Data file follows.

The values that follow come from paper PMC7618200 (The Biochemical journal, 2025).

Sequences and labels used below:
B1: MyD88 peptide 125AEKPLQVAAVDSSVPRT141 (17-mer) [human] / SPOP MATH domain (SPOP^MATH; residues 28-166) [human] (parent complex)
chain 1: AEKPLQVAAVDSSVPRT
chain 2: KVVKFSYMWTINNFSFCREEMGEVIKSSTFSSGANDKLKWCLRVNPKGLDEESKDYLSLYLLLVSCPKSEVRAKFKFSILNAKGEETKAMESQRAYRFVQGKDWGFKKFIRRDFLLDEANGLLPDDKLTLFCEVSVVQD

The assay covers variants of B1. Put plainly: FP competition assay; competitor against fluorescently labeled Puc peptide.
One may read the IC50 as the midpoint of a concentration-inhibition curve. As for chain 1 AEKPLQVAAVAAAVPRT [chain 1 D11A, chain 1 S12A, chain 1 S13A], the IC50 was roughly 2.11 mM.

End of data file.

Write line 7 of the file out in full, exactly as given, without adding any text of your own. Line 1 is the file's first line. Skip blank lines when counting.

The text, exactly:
One may read the IC50 as the midpoint of a concentration-inhibition curve. As for chain 1 AEKPLQVAAVAAAVPRT [chain 1 D11A, chain 1 S12A, chain 1 S13A], the IC50 was roughly 2.11 mM.